Mumbai, 3 April-2014(IANS/PTI/UNI): The Reserve Bank of India (RBI), in its first bi-monthly monetary policy statement, has kept the repo rate unchanged at 8 per cent and the cash reserve ratio at 4 per cent. RBI Governor Raghuram Rajan had hiked the repo rate by 75 basis points since taking charge in September last year.
Infographic credit: PTI
According to Raghuram Rajan, if inflation moves along the intended glide path, real GDP growth is projected to pick up from a little below 5 per cent in 2013-14 to a range of 5 to 6 per cent in 2014-15, although with downside risks to the central estimate of 5.5 per cent.
Take a look at the major macro challenges and opportunities flagged by the RBI:
Recovery on track in 2014. Tightening financial conditions and the divergence in inflation pose risks.
* The global interest rate cycle has just begun to turn. A large part of the withdrawal of monetary accommodation by advanced economies remains to play out. Consequently, capital flows to emerging markets could remain volatile and may translate into liquidity shocks.
Also check graphs on RBI Monetary Policy Review, Current Account Deficit, GDP growth, Sensex, and more
THE INDIAN ECONOMY
The economy is set on a disinflationary path, but more efforts may be needed to secure recovery.
* Much more efforts in terms of removing structural impediments, building business confidence and creating fiscal space to support investments will be needed to secure growth.
RBI credit policy
Ability to meet increased food demand in the context of the National Food Security Act, in the face of tightening farm labour markets and rising input costs remains a challenge.
* Unseasonal rains accompanied by hailstorm, and frost early March has adversely affected rabi crops like wheat, mustard seeds, onions and jowar.
Our correspondent added :-
IDFC and Bandhan Financial Services Private Ltd have been selected by the Reserve Bank of India to set up banks, from a field of 25 aspirants.
The RBI consulted the Election Commission before granting “in-principle” approval to these entities, as a precautionary measure.
Incidentally, both IDFC and Bandhan are non-banking finance companies. While Mumbai-based IDFC is classified as an infrastructure finance company, Kolkata-based Bandhan is a microfinance institution.
The central bank is issuing new bank licences for the first time in ten years. Kotak Mahindra Bank and YES Bank were set up in the last round, in 2004.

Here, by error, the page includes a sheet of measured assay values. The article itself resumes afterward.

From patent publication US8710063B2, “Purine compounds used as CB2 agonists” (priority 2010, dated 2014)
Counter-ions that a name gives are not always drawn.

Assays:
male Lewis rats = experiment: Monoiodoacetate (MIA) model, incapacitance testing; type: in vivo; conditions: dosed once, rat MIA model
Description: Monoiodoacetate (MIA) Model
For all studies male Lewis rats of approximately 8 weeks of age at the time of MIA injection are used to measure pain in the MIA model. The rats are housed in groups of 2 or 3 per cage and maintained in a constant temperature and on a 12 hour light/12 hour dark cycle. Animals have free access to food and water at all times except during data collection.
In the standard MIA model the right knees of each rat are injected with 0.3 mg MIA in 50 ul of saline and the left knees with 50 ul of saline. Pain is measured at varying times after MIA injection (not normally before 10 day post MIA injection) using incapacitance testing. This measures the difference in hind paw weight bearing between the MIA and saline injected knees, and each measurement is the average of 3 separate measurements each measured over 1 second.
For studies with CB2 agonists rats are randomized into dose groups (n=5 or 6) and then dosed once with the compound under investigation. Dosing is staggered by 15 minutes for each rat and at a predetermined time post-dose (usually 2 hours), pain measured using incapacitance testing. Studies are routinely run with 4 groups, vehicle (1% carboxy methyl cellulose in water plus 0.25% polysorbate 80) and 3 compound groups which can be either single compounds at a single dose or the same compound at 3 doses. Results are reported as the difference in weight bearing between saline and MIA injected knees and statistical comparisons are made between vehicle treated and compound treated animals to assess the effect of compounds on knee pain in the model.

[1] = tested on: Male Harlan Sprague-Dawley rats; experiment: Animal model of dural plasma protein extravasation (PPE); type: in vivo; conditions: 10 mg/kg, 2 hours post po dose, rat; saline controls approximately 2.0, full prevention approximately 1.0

IDFC and Bandhan were recommended as suitable for grant of “in-principle” approval by the High Level Advisory Committee set up by the RBI.
The RBI said its approach in this round of bank licences could be categorised as conservative.
“At a time when there is public concern about governance, and when it comes to licences for entities that are intimately trusted by the Indian public, this may well be the most appropriate stance,” the central bank said.
Rajiv B Lall, Executive Chairman, IDFC, said: “The transition from a non-banking finance company specialising in infrastructure finance to a bank will entail lot of hard work. We will become a universal bank.”
The Advisory Committee had also recommended that in the case of Department of Posts, which has applied for a licence, it would be desirable for the RBI to consider the application separately, in consultation with the Government.
Among the big names with hats in the ring are: Aditya Birla Nuvo, Bajaj Finserv, LIC Housing Finance Ltd, L&T Finance Holdings, Reliance Capital, Religare Enterprises and Shriram Capital.
The RBI said it assessed the quantitative and qualitative aspects of the applicants as per the criteria laid down in the guidelines. Based on this, it took a view on the “fit and proper” status of the applicant, it said in a statement.
The approval granted to the two applicants will be valid for 18 months, during which time they have to comply with the requirements on licensing of new banks in the private sector and fulfil other conditions stipulated by the RBI.
Once these conditions are met, they will be considered for grant of a banking licence. Until a regular licence is issued, the applicants will be barred from the banking business. “Both firms have a profitable business model and are aptly chosen from the financial inclusion and responsible banking perspective,” said Monish Shah, Senior Director with Deloitte India.
Going forward, the RBI intends to use the learning from this exercise to revise guidelines appropriately and give licences more regularly, that is, virtually “on tap”. It will also frame categories of differentiated bank licences, building on its prior discussion paper, and allowing for a wider pool of entrants into the banking sector. [ Input source: beena.parmar ]